Dave

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Status: Finished  |  Genre: Fantasy  |  House: Booksie Classic
Forget T. S. Eliot, Dave's a good name for a cat, don't you think?

Submitted: February 18, 2014

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Submitted: February 18, 2014

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Cat by Chris Green

My cat likes listening to Vivaldi. His favourite is the Double Violin Concerto in D. RV511. He sits on the arm of the settee purring, his back arched confidently, his head tilted slightly upwards, a picture of contentment. To build up our Vivaldi collection I have made several trips to the music library where they have a small Baroque section. You’re probably wondering what my cat is called. His name is Dave and he is black with a discrete patch of white under his chin. Forget T. S. Eliot! Dave is a proper name for a cat, don’t you think?

Another favourite of Dave’s is the Largo from Winter from The Four Seasons. He stretches out in front of the fire and rolls over. Dave is not keen on jazz. If I play Charlie Mingus or Miles Davis, he slinks off to the kitchen. If I put on The Velvet Underground’s ‘White Light White Heat,’ which I don’t that often, he spits and snarls. Sometimes my teenage daughter plays her CDs by metal bands with names like Accidental Goat Sodomy, and Rhino Clit. Dave claws at the window frantically trying to get out. Music clearly affects his mood.

Music can be used in any number of ways to improve life. I have been told that music as therapy can enhance communication, support change, and enable people to live more resourcefully and creatively. Music can bring back a stroke victim's sight, treat heart disease and improve verbal IQ.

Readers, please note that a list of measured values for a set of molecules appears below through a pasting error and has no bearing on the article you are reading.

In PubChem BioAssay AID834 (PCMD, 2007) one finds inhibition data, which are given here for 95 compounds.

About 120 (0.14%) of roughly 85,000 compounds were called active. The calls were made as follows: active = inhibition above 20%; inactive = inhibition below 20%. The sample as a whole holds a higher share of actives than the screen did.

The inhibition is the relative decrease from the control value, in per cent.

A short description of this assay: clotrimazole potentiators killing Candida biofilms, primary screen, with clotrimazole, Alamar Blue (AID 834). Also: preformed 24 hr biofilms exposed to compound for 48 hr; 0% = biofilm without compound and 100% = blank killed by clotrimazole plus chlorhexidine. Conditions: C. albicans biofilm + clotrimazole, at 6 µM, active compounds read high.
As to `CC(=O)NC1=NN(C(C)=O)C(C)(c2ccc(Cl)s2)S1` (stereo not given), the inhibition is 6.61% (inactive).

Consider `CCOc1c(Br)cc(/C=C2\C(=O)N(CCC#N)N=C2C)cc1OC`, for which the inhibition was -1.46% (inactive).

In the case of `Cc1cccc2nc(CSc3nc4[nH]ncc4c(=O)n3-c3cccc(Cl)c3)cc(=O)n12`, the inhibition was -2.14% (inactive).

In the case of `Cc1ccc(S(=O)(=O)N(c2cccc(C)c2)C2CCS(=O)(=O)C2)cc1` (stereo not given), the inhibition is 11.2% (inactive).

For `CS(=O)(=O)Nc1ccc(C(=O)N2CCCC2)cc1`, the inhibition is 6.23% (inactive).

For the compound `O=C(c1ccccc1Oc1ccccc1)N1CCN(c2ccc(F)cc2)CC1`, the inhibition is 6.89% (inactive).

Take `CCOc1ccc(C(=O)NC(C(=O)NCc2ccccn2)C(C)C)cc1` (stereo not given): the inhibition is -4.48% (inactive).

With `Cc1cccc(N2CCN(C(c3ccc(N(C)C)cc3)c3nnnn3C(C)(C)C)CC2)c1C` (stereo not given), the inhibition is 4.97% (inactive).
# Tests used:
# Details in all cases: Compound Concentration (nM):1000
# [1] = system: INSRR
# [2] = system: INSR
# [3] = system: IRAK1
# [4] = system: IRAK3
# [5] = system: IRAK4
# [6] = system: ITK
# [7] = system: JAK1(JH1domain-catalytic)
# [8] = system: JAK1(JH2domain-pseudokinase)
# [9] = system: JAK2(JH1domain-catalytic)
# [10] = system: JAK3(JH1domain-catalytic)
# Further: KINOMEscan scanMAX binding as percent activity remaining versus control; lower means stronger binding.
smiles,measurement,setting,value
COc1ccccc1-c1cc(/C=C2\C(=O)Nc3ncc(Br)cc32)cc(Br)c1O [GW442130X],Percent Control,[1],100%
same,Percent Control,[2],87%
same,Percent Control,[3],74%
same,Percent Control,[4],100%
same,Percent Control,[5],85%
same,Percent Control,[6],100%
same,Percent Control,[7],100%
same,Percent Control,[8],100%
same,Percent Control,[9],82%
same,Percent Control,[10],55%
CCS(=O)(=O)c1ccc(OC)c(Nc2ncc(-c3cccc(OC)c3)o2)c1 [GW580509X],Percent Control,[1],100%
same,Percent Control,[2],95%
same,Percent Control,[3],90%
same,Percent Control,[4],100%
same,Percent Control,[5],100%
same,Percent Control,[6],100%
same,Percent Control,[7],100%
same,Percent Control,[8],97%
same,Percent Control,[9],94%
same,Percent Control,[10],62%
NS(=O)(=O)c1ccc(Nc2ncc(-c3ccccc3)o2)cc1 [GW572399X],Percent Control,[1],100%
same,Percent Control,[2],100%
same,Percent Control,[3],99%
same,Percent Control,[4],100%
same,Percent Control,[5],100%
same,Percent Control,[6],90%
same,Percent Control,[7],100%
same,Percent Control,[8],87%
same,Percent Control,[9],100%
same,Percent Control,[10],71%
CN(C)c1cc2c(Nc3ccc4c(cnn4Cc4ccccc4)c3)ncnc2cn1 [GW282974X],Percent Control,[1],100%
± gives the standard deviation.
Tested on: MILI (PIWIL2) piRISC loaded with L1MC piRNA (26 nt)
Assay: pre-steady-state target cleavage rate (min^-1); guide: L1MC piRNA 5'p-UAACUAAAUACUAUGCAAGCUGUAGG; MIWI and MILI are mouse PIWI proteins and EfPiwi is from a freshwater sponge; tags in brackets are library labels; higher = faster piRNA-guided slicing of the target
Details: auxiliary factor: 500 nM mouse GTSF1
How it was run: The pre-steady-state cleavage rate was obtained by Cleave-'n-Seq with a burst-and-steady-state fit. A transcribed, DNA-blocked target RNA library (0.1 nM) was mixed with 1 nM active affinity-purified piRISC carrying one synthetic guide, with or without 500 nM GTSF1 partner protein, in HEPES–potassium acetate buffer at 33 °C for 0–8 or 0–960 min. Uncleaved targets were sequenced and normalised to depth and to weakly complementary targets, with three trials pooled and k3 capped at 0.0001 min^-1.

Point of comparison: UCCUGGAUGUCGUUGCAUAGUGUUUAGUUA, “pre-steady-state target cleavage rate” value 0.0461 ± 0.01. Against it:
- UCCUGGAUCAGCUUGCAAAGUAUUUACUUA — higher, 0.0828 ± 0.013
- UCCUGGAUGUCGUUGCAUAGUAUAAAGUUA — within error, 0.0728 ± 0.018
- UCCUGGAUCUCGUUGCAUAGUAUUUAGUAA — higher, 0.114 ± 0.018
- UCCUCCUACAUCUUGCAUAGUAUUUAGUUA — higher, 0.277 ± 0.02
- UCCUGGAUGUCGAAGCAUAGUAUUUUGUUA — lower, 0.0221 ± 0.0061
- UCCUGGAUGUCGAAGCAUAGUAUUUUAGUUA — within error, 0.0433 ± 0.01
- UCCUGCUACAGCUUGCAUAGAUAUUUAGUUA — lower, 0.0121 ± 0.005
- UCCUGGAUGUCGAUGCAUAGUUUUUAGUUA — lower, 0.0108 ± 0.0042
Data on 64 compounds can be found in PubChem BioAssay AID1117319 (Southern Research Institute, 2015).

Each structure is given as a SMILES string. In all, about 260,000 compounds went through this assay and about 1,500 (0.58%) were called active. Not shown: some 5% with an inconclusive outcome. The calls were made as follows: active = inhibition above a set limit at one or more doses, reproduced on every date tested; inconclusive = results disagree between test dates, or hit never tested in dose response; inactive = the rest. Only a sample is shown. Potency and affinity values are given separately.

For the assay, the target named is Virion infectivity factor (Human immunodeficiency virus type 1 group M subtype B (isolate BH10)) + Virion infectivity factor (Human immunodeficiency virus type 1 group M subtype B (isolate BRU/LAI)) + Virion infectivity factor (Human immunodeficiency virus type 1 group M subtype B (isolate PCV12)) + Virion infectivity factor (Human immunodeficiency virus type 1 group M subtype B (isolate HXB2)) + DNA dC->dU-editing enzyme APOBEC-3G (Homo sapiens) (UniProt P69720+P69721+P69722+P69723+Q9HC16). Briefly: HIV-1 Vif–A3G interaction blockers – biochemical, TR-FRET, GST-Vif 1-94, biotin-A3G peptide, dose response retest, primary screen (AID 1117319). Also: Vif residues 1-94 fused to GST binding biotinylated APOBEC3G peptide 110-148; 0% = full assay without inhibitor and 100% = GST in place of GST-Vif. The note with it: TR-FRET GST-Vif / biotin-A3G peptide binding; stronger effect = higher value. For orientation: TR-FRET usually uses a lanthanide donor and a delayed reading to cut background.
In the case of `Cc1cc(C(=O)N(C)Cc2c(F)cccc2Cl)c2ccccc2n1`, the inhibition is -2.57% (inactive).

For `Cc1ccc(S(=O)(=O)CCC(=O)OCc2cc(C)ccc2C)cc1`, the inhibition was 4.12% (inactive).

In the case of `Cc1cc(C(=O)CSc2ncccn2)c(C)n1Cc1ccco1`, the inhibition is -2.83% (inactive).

Recently I watched a programme about the psychological coercion techniques used by American Special Forces, PSYOP (Psychological Operations). The programme described PSYOP’s use of music in interrogating insurgents in Iraq and ‘prisoners’ in Guantanamo Bay. They used a variety of music, from AC/DC and Metallica played at deafening volume, to Billy Ray Cyrus's Achy Breaky Heart played over and over again, to wear their captives down and extract confessions. I could not help thinking that Accidental Goat Sodomy and Rhino Clit might have added to their capability in this respect. The programme suggested that subliminal messages placed in infra-low frequency voice patterns were added over the Billy Ray Cyrus track. Well, I suppose it would be an improvement.

‘A Day in the Life’ by The Beatles would be in my all time top ten musical pieces. I do not have a dog, but I am told that between the final crashing E major piano chord and the backwards tape loop, there is an ultra high frequency sound that alarms dogs. I have tried it out on Dave but he is completely un-phased by it. He just carries on grooming himself, or sleeping, or whatever he is doing at the time. He is similarly unaffected by ‘Dark Side of the Moon’ and ‘Tubular Bells,’ stretches himself out a bit to Mozart’s ‘Clarinet Concerto,’ but registers disapproval at Angelo Badalmenti’s ‘Twin Peaks’ music. I suppose it all depends on the frequency of sound. Dave seems to be most in tune with the sound of the fridge door opening (in D minor, I think). I have tried opening the fridge door with and without Vivaldi playing but this doesn’t seem to make a difference.

 

© Chris Green 2014


© Copyright 2019 Chris Green. All rights reserved.

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